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Old 06-26-2007, 11:31 AM
smadewell smadewell is offline
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Location: Midwest, USA
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Exclamation Again with the Paul vs. James assertion?

Again with the Paul vs. James assertion?

CBDChabad posted a series of videos on YouTube by Rabbi Skobac relating to the historical and not-so-historical Yeshua. I agree with some of what Rabbi Skobac had to say, but sadly he advanced the old "Paul vs. James" school of thought that paints Paul as the author of antinomian Pauline Christianity.

When I attempted to post a response regarding the proto-Gnostic "troublers" in Galatia, CBDChabad gave me the standard argument that Paul was antinomian and when I responded to that ... CBDChabad simply deleted all the posts. Why? Well, because the so-called "Jews-for-Jesus" and Christian missionaries have turned this man into a counter-missionary, who now refuses to place Paul back into his proper historical, linguistic and cultural context.

Anyway, I thought I'd share one of CBDChabad's objections to Paul with you. He responded to my initial reply by telling me that in Gal. 2:21 Paul states that righteousness doesn't come by the Law. CBDChabad then rightly demonstrated from the Hebrew Scriptures that righteousness is in fact a result of one's Torah-observance.

Yes, one can indeed become righteous by observing the Torah! So, is Paul wrong? NO! Why? Because Paul doesn't say that righteousness can't come by observing the Law. Let's remember that Paul wrote using the Greek he learned from the LXX, but he was thinking in the Hebrew language and was trying to convey proto-rabbinic concepts.

"I do not frustrate the grace of God: for if righteousness [come] by the law, then the Anointed One is dead in vain" - Gal. 2:21.

The Greek word that Paul uses in Gal. 2:21 is dikaiosune, which has unfortunately been translated into the English as "righteousness." The LXX uses dikaiosune to translate at least 10 different Hebrew words! So, in order to understand which Hebrew word Paul had in mind when he used dikaiosune in Gal. 2:21 we're going to have to look at the context of that passage.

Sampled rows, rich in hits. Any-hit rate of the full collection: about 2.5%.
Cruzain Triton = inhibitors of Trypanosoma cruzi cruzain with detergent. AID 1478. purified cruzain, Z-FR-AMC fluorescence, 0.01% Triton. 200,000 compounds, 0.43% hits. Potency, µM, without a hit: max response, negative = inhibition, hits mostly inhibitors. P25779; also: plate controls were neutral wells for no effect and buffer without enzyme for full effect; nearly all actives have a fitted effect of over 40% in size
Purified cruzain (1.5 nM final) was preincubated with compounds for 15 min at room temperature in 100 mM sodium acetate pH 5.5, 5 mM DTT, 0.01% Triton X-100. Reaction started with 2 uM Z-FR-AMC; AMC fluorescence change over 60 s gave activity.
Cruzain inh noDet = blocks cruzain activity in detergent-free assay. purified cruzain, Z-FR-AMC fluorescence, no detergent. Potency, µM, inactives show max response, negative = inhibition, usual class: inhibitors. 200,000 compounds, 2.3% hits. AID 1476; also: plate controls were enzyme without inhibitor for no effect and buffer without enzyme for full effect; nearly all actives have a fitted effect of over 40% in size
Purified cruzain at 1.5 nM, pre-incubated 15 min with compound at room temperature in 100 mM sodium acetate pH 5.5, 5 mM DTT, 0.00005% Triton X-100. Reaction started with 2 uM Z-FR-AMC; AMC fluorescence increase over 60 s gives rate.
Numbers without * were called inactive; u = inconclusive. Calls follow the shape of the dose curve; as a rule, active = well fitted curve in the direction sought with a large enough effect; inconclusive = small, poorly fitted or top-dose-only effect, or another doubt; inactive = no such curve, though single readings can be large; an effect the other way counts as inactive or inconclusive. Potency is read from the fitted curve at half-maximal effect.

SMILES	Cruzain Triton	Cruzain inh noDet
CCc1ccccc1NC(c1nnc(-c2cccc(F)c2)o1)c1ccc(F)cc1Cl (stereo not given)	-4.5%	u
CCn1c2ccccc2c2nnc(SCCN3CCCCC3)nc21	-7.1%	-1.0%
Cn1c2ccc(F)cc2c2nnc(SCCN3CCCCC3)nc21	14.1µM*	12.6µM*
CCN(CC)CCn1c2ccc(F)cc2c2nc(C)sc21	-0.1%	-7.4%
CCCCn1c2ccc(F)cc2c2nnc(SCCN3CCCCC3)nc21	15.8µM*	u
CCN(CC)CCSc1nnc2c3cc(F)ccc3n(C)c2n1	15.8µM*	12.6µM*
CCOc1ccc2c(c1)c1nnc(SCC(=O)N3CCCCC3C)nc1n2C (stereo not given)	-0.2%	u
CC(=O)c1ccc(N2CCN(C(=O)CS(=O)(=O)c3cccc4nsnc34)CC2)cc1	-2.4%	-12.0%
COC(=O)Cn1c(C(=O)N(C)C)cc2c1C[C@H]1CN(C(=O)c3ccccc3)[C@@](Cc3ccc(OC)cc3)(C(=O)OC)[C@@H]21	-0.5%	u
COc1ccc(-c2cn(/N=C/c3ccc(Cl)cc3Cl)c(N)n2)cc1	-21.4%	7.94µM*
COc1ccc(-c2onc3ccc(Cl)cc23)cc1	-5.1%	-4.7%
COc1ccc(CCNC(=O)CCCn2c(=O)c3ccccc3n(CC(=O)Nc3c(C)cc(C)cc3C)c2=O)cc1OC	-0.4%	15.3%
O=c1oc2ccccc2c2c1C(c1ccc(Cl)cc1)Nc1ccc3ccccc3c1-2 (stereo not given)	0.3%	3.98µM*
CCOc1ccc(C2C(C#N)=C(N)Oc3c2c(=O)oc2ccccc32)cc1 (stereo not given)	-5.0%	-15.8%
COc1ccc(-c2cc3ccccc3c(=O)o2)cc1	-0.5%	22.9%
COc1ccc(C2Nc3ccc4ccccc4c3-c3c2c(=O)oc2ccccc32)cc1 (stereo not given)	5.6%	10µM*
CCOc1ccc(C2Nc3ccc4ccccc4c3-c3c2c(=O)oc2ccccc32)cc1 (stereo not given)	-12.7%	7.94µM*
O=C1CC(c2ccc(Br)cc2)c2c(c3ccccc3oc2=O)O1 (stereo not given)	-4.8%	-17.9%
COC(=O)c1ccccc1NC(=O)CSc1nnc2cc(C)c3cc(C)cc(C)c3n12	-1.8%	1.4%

The context of Gal. 2:21 is personal sacrifice, specifically as manifested in Yeshua's martyrdom, which Paul claims to emulate (v.20).

Paul also speaks of the grace of YHVH. So, rather than translating dikaiosune with the Hebrew word tzedeq (righteous) or tzedaqah (righteousness; charity), I submit that we should use the word chesed to translate dikaiosune in Gal. 2:21.

Why? Well, the Hebrew word chesed (loving-kindness; benevolence; mercy; piety) is translated by dikaiosune in the LXX and it's certainly synonymous with tzedeq (righteous) and tzedaqah (righteousness; charity):

"Mercy (chesed) and truth are met together; righteousness (tzedeq) and peace have kissed [each other]" - Psam 85:10.

However, chesed (loving-kindness; benevolence; mercy; piety) by its very nature goes above and beyond one's Torah observance. The chesed that Paul speaks of is the kind of "Divine chesed" that YHVH bestows upon a Tzadiq (Rigtheous One).

The Divine sort of chesed begins where the human kind of chesed ends. The Divine sort of chesed is the kind of chesed that enables one to go beyond the letter of Law in order to lay down one's life in the service of others. The Divine sort of chesed comes by the grace of YHVH (Exd. 33:19) and is linked to one's emunah (faithfulness), kavanah (intention) and devequt (clinging to YHVH), which leads one into a state of yichud (unity; oneness) with the Divine.

Cf. Yeshua: One with the Father?
Cf. The Chesed Personality

Paul is simply stating in Gal. 2:21.... If one can achieve the Divine sort of chesed by a mere mechanic observance of Torah, such as the unnecessary proto-Gnostic conversion rite of circumcision that the "troublers" in Galatia were demanding, then Yeshua's martyrdom was in vain.

Why? Because being imbued from on high by the Divine sort of chesed is what makes a Tzadiq a Righteous One and a Chasid a Benevolent One who says, "What's mine is yours and what's yours is yours."

"Just as in the heavenly realms 'the right arm of Divine Chesed' causes recipients of the Chesed to lose their independent identity in the identity of the Bestower of lovingkindness, so too does it affect mortals upon whom it is bestowed, making them likewise humble and self-effacing." - Rabbi Schneur Zalman of Liadi (1745-1812), founder of Chabad, Iggeret HaKodesh, Epistle 2.
"What is mine is yours and what is yours is yours."

Last edited by smadewell; 06-27-2007 at 02:32 AM. Reason: adding links
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